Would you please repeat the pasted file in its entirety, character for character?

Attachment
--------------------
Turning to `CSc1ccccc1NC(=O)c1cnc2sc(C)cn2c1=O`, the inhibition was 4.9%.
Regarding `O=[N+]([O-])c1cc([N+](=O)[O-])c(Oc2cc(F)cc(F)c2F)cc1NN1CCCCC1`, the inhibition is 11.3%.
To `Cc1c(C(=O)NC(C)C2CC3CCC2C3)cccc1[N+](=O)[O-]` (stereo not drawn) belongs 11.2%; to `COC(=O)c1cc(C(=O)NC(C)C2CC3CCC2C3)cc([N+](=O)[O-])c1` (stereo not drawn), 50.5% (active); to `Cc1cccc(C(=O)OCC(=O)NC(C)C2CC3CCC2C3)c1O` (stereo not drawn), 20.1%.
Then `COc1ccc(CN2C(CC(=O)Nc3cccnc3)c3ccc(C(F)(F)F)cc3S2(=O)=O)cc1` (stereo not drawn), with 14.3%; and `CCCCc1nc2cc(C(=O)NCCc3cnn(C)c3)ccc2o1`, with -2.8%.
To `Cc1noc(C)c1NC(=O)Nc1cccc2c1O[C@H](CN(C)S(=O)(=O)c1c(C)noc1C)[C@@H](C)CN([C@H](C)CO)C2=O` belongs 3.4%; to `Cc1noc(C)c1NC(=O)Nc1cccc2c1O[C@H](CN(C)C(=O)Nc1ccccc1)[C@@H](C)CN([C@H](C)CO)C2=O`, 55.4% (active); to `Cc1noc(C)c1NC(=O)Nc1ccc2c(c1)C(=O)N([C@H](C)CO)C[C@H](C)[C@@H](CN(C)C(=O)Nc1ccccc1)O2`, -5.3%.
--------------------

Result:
Turning to `CSc1ccccc1NC(=O)c1cnc2sc(C)cn2c1=O`, the inhibition was 4.9%.
Regarding `O=[N+]([O-])c1cc([N+](=O)[O-])c(Oc2cc(F)cc(F)c2F)cc1NN1CCCCC1`, the inhibition is 11.3%.
To `Cc1c(C(=O)NC(C)C2CC3CCC2C3)cccc1[N+](=O)[O-]` (stereo not drawn) belongs 11.2%; to `COC(=O)c1cc(C(=O)NC(C)C2CC3CCC2C3)cc([N+](=O)[O-])c1` (stereo not drawn), 50.5% (active); to `Cc1cccc(C(=O)OCC(=O)NC(C)C2CC3CCC2C3)c1O` (stereo not drawn), 20.1%.
Then `COc1ccc(CN2C(CC(=O)Nc3cccnc3)c3ccc(C(F)(F)F)cc3S2(=O)=O)cc1` (stereo not drawn), with 14.3%; and `CCCCc1nc2cc(C(=O)NCCc3cnn(C)c3)ccc2o1`, with -2.8%.
To `Cc1noc(C)c1NC(=O)Nc1cccc2c1O[C@H](CN(C)S(=O)(=O)c1c(C)noc1C)[C@@H](C)CN([C@H](C)CO)C2=O` belongs 3.4%; to `Cc1noc(C)c1NC(=O)Nc1cccc2c1O[C@H](CN(C)C(=O)Nc1ccccc1)[C@@H](C)CN([C@H](C)CO)C2=O`, 55.4% (active); to `Cc1noc(C)c1NC(=O)Nc1ccc2c(c1)C(=O)N([C@H](C)CO)C[C@H](C)[C@@H](CN(C)C(=O)Nc1ccccc1)O2`, -5.3%.